In the February 1 issue of the Wall Street Journal, a travel agency catering to small business ran a blog-like advertisement describing the monetization of assets and behaviors–its shtick is the monetization of micro flexibility.
Monetization of assets, ideas, data, and behaviors is not a new phenomenon. This is true even within organizations as they roll out new, innovative programs that enable employees to perform at a higher level than in the past. While only 32% of respondents to the 2016 i4cp/ROI Institute study, The Promising State of Human Capital Analytics, report pursuing people analytics projects that include converting benefits of such programs to money, 69% report pursuing projects that include conducting impact and ROI studies. ROI studies require the conversion of benefits to money.
So why the interest in monetization in the context of programs and projects that enable and support people?
Money tells a compelling story.
Presenting information in vague terms can be interesting. Communicating a message that reflects profit, cost savings, or cost avoidance is compelling. People “get” money. They can relate to it because money makes the world go around.
Money normalizes measures.
Converting measures to money normalizes measures so we can make comparisons across investments. It allows us to compare program benefits to program benefits. It is difficult to compare program benefits when they are all different. Money normalizes those benefits so that they are all the same unit of measure.
Money describes economic value add.
Because monetization normalizes benefits to the same unit of measure as the program costs (money), we can calculate an ROI, which demonstrates what an organization gains by investing in a program over and beyond that investment.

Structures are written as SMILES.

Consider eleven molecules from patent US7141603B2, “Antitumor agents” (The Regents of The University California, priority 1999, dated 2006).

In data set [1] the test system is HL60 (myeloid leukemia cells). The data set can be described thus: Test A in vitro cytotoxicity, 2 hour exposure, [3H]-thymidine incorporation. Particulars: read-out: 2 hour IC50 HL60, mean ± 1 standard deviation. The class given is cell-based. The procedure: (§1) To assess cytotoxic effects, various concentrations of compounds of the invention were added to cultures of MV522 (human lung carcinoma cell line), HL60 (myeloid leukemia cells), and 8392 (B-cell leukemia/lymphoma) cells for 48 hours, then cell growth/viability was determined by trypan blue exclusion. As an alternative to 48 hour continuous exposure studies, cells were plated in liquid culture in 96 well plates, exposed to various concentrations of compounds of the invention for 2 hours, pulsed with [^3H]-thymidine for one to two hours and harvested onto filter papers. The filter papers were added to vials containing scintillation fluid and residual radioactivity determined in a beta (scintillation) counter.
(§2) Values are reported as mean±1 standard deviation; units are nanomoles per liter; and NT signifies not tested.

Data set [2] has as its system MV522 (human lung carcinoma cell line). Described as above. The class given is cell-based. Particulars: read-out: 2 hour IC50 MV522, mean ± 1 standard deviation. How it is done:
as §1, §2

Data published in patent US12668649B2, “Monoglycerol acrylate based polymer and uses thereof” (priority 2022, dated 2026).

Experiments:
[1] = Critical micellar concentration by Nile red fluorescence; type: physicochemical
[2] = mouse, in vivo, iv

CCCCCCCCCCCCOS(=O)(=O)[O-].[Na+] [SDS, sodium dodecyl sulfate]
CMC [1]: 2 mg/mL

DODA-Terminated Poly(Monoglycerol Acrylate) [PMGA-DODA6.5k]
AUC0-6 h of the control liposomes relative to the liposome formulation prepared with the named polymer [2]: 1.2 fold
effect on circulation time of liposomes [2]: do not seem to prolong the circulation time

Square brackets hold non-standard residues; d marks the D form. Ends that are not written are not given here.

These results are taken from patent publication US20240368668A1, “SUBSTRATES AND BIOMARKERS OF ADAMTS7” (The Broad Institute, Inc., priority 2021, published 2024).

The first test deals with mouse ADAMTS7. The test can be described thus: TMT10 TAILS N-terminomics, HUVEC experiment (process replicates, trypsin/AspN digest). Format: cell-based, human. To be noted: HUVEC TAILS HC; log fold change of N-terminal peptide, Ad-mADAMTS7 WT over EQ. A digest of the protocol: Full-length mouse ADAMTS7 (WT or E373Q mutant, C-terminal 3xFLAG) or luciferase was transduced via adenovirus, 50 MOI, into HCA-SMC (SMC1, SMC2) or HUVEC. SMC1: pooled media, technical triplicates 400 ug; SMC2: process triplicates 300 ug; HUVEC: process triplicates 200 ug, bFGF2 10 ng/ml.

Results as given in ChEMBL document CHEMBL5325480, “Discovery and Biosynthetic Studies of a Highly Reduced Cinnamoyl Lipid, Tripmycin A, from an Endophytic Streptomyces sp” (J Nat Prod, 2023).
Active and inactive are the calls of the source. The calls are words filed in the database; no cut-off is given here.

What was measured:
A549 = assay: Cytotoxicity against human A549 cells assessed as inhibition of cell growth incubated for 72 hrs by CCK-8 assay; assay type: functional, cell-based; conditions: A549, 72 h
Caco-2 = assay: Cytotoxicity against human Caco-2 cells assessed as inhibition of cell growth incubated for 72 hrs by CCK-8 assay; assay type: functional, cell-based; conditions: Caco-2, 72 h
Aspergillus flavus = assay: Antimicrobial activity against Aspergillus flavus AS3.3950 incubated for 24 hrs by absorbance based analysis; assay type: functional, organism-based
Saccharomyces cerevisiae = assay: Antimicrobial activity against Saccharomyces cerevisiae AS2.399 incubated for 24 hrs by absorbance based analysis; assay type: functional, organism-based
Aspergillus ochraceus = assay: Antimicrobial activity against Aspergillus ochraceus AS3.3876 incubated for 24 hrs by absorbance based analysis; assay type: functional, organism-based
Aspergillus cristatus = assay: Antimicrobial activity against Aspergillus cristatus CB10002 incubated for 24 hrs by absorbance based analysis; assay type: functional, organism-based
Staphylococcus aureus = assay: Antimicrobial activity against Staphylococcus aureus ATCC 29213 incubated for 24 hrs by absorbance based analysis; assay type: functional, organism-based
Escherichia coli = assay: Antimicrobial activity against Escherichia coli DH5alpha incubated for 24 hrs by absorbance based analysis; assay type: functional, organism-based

Money demonstrates the magnitude of an opportunity or a problem.
Money describes in a single figure the magnitude of a problem or an opportunity. For example, an organization employs 200 chemical engineers paid on average $110,000 per year (including benefits). Research indicates the cost of turnover ranges from 200% to 400% of salary. To keep it conservative, we will use 200% as the basis for the calculation. The annual turnover rate of this position is 17.5%. To determine the payoff opportunity for addressing turnover, look at it through a monetary lens.
By converting a measure (in this case turnover) to money, it is easy to see the benefits of investing in a solution and the cost of doing nothing.
Money speaks to stakeholders.
When those people funding programs realize the cost of some programs, they react by cutting funds. When they see the contribution of programs in terms of money, they are more likely to support it and allocate funds to it. Nothing speaks louder to an executive than money – whether the organization is making it, saving it, avoiding it, or spending it. Money talks.
Think about an expensive, high profile program that is aligned with operational goals of the organization. How can you position that program to help the organization make money, save money, or avoid cost?
Patti Phillips, Ph.D., is the president and CEO of ROI Institute and Chair of i4cp’s People Analytics Board.